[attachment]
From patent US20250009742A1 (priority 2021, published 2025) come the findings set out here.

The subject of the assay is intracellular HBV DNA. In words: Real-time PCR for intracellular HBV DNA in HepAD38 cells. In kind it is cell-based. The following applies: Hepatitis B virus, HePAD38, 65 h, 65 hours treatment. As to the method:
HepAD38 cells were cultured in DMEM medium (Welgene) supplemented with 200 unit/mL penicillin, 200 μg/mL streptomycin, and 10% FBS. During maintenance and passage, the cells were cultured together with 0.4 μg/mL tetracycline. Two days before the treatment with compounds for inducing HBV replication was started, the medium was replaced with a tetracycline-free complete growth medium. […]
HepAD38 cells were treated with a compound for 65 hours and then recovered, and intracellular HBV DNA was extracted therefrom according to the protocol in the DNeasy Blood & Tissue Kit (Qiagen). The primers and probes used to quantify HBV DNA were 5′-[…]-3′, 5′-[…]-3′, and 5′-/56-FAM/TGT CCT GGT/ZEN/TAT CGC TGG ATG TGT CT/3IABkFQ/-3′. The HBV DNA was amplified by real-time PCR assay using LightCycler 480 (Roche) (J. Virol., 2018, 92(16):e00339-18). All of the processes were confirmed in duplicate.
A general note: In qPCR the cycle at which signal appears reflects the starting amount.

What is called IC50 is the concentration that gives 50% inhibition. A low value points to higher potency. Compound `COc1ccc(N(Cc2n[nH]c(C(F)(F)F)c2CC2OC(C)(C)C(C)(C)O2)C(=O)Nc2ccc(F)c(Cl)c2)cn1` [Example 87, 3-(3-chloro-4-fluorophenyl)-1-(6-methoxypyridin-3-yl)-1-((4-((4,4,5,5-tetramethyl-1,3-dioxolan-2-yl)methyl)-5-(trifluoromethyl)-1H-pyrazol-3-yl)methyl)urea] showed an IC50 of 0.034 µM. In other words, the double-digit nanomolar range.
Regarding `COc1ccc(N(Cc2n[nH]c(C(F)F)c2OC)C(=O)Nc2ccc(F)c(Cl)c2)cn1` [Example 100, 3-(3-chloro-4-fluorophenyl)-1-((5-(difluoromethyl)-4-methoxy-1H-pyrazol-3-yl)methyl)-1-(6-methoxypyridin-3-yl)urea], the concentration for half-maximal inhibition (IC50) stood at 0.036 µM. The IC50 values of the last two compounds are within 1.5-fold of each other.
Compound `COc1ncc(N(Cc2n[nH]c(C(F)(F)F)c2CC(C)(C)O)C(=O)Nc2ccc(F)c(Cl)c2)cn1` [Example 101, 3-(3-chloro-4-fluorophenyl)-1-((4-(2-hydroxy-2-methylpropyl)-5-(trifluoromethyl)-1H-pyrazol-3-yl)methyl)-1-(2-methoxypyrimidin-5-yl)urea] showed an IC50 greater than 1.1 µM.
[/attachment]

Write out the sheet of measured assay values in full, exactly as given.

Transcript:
From patent US20250009742A1 (priority 2021, published 2025) come the findings set out here.

The subject of the assay is intracellular HBV DNA. In words: Real-time PCR for intracellular HBV DNA in HepAD38 cells. In kind it is cell-based. The following applies: Hepatitis B virus, HePAD38, 65 h, 65 hours treatment. As to the method:
HepAD38 cells were cultured in DMEM medium (Welgene) supplemented with 200 unit/mL penicillin, 200 μg/mL streptomycin, and 10% FBS. During maintenance and passage, the cells were cultured together with 0.4 μg/mL tetracycline. Two days before the treatment with compounds for inducing HBV replication was started, the medium was replaced with a tetracycline-free complete growth medium. […]
HepAD38 cells were treated with a compound for 65 hours and then recovered, and intracellular HBV DNA was extracted therefrom according to the protocol in the DNeasy Blood & Tissue Kit (Qiagen). The primers and probes used to quantify HBV DNA were 5′-[…]-3′, 5′-[…]-3′, and 5′-/56-FAM/TGT CCT GGT/ZEN/TAT CGC TGG ATG TGT CT/3IABkFQ/-3′. The HBV DNA was amplified by real-time PCR assay using LightCycler 480 (Roche) (J. Virol., 2018, 92(16):e00339-18). All of the processes were confirmed in duplicate.
A general note: In qPCR the cycle at which signal appears reflects the starting amount.

What is called IC50 is the concentration that gives 50% inhibition. A low value points to higher potency. Compound `COc1ccc(N(Cc2n[nH]c(C(F)(F)F)c2CC2OC(C)(C)C(C)(C)O2)C(=O)Nc2ccc(F)c(Cl)c2)cn1` [Example 87, 3-(3-chloro-4-fluorophenyl)-1-(6-methoxypyridin-3-yl)-1-((4-((4,4,5,5-tetramethyl-1,3-dioxolan-2-yl)methyl)-5-(trifluoromethyl)-1H-pyrazol-3-yl)methyl)urea] showed an IC50 of 0.034 µM. In other words, the double-digit nanomolar range.
Regarding `COc1ccc(N(Cc2n[nH]c(C(F)F)c2OC)C(=O)Nc2ccc(F)c(Cl)c2)cn1` [Example 100, 3-(3-chloro-4-fluorophenyl)-1-((5-(difluoromethyl)-4-methoxy-1H-pyrazol-3-yl)methyl)-1-(6-methoxypyridin-3-yl)urea], the concentration for half-maximal inhibition (IC50) stood at 0.036 µM. The IC50 values of the last two compounds are within 1.5-fold of each other.
Compound `COc1ncc(N(Cc2n[nH]c(C(F)(F)F)c2CC(C)(C)O)C(=O)Nc2ccc(F)c(Cl)c2)cn1` [Example 101, 3-(3-chloro-4-fluorophenyl)-1-((4-(2-hydroxy-2-methylpropyl)-5-(trifluoromethyl)-1H-pyrazol-3-yl)methyl)-1-(2-methoxypyrimidin-5-yl)urea] showed an IC50 greater than 1.1 µM.